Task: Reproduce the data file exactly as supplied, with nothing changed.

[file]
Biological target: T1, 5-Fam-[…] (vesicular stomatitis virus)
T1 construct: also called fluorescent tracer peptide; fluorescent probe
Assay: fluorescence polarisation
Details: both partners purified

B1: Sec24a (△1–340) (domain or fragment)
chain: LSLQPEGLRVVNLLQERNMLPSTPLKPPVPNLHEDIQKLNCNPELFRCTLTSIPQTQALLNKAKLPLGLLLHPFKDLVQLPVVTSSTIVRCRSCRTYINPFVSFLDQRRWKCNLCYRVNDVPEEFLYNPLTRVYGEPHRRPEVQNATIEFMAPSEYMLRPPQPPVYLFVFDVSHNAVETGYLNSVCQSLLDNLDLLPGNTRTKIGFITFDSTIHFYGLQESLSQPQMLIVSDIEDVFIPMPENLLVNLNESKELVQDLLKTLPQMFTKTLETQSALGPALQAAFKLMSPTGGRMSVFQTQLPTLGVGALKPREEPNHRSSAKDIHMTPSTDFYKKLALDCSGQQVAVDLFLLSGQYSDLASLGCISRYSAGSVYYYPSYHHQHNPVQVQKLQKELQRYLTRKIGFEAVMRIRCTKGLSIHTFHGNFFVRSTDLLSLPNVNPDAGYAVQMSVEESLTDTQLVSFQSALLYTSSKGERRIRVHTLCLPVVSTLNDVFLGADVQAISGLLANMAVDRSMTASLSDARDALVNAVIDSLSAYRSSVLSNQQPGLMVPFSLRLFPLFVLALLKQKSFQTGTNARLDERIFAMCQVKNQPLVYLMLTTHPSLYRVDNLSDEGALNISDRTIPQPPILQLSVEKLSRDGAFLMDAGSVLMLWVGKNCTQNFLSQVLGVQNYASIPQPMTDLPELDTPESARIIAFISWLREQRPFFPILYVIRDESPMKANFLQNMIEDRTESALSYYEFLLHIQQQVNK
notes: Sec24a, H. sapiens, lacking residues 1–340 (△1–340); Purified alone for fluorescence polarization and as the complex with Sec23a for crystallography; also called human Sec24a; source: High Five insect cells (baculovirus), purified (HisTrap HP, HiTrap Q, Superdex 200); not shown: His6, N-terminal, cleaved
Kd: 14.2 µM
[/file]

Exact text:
Biological target: T1, 5-Fam-[…] (vesicular stomatitis virus)
T1 construct: also called fluorescent tracer peptide; fluorescent probe
Assay: fluorescence polarisation
Details: both partners purified

B1: Sec24a (△1–340) (domain or fragment)
chain: LSLQPEGLRVVNLLQERNMLPSTPLKPPVPNLHEDIQKLNCNPELFRCTLTSIPQTQALLNKAKLPLGLLLHPFKDLVQLPVVTSSTIVRCRSCRTYINPFVSFLDQRRWKCNLCYRVNDVPEEFLYNPLTRVYGEPHRRPEVQNATIEFMAPSEYMLRPPQPPVYLFVFDVSHNAVETGYLNSVCQSLLDNLDLLPGNTRTKIGFITFDSTIHFYGLQESLSQPQMLIVSDIEDVFIPMPENLLVNLNESKELVQDLLKTLPQMFTKTLETQSALGPALQAAFKLMSPTGGRMSVFQTQLPTLGVGALKPREEPNHRSSAKDIHMTPSTDFYKKLALDCSGQQVAVDLFLLSGQYSDLASLGCISRYSAGSVYYYPSYHHQHNPVQVQKLQKELQRYLTRKIGFEAVMRIRCTKGLSIHTFHGNFFVRSTDLLSLPNVNPDAGYAVQMSVEESLTDTQLVSFQSALLYTSSKGERRIRVHTLCLPVVSTLNDVFLGADVQAISGLLANMAVDRSMTASLSDARDALVNAVIDSLSAYRSSVLSNQQPGLMVPFSLRLFPLFVLALLKQKSFQTGTNARLDERIFAMCQVKNQPLVYLMLTTHPSLYRVDNLSDEGALNISDRTIPQPPILQLSVEKLSRDGAFLMDAGSVLMLWVGKNCTQNFLSQVLGVQNYASIPQPMTDLPELDTPESARIIAFISWLREQRPFFPILYVIRDESPMKANFLQNMIEDRTESALSYYEFLLHIQQQVNK
notes: Sec24a, H. sapiens, lacking residues 1–340 (△1–340); Purified alone for fluorescence polarization and as the complex with Sec23a for crystallography; also called human Sec24a; source: High Five insect cells (baculovirus), purified (HisTrap HP, HiTrap Q, Superdex 200); not shown: His6, N-terminal, cleaved
Kd: 14.2 µM